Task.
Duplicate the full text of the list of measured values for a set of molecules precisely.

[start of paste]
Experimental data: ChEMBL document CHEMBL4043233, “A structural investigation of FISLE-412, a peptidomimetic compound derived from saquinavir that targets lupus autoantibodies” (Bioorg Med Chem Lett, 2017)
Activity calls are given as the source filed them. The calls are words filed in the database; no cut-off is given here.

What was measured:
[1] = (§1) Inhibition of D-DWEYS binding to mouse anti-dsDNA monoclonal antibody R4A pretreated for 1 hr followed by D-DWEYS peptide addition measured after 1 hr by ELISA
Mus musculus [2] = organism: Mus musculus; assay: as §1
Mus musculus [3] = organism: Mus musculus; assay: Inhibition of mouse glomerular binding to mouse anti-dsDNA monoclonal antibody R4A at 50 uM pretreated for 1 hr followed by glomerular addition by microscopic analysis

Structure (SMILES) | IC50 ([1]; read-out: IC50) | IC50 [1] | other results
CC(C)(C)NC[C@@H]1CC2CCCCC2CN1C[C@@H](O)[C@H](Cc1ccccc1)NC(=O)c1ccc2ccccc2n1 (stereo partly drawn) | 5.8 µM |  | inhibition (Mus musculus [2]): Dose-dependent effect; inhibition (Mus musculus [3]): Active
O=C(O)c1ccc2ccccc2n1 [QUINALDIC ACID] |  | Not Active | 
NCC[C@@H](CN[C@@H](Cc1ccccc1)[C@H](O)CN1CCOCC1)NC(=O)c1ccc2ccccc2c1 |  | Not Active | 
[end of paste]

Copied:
Experimental data: ChEMBL document CHEMBL4043233, “A structural investigation of FISLE-412, a peptidomimetic compound derived from saquinavir that targets lupus autoantibodies” (Bioorg Med Chem Lett, 2017)
Activity calls are given as the source filed them. The calls are words filed in the database; no cut-off is given here.

What was measured:
[1] = (§1) Inhibition of D-DWEYS binding to mouse anti-dsDNA monoclonal antibody R4A pretreated for 1 hr followed by D-DWEYS peptide addition measured after 1 hr by ELISA
Mus musculus [2] = organism: Mus musculus; assay: as §1
Mus musculus [3] = organism: Mus musculus; assay: Inhibition of mouse glomerular binding to mouse anti-dsDNA monoclonal antibody R4A at 50 uM pretreated for 1 hr followed by glomerular addition by microscopic analysis

Structure (SMILES) | IC50 ([1]; read-out: IC50) | IC50 [1] | other results
CC(C)(C)NC[C@@H]1CC2CCCCC2CN1C[C@@H](O)[C@H](Cc1ccccc1)NC(=O)c1ccc2ccccc2n1 (stereo partly drawn) | 5.8 µM |  | inhibition (Mus musculus [2]): Dose-dependent effect; inhibition (Mus musculus [3]): Active
O=C(O)c1ccc2ccccc2n1 [QUINALDIC ACID] |  | Not Active | 
NCC[C@@H](CN[C@@H](Cc1ccccc1)[C@H](O)CN1CCOCC1)NC(=O)c1ccc2ccccc2c1 |  | Not Active | 